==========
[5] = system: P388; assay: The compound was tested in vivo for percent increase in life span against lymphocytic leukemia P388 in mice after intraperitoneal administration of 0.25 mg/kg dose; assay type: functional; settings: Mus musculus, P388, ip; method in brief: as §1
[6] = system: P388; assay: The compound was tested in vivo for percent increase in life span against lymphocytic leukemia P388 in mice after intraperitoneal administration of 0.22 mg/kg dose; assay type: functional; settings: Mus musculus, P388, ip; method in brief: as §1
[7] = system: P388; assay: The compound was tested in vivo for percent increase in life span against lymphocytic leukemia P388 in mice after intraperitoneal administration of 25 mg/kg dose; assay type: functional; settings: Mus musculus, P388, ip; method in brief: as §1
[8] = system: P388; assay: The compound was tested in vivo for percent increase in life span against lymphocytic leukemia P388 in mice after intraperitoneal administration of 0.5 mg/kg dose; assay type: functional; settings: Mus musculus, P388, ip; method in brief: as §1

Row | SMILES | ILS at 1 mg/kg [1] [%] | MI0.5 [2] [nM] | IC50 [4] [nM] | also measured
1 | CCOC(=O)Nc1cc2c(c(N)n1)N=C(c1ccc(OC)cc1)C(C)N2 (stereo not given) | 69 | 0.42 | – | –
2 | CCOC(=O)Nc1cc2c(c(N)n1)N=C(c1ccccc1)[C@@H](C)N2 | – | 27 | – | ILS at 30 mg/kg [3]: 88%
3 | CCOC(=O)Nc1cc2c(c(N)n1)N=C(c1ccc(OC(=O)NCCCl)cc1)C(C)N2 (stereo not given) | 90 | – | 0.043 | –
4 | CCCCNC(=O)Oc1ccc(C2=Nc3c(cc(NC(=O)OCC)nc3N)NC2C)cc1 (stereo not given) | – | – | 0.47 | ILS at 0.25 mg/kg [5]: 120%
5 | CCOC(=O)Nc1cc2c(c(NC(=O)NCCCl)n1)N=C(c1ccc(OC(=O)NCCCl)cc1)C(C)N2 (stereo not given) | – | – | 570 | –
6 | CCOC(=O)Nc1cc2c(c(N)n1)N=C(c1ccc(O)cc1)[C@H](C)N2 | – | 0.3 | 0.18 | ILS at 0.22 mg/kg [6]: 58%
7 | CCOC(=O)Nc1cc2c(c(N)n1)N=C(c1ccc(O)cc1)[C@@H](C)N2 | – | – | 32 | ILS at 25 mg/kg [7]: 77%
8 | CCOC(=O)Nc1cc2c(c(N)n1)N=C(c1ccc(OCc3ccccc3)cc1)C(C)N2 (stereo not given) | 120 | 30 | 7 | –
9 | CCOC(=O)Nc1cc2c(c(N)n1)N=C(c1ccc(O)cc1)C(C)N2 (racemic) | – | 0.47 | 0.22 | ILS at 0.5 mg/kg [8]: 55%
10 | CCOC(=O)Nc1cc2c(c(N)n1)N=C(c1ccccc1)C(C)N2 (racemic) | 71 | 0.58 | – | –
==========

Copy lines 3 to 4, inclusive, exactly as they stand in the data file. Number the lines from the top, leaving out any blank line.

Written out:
[7] = system: P388; assay: The compound was tested in vivo for percent increase in life span against lymphocytic leukemia P388 in mice after intraperitoneal administration of 25 mg/kg dose; assay type: functional; settings: Mus musculus, P388, ip; method in brief: as §1
[8] = system: P388; assay: The compound was tested in vivo for percent increase in life span against lymphocytic leukemia P388 in mice after intraperitoneal administration of 0.5 mg/kg dose; assay type: functional; settings: Mus musculus, P388, ip; method in brief: as §1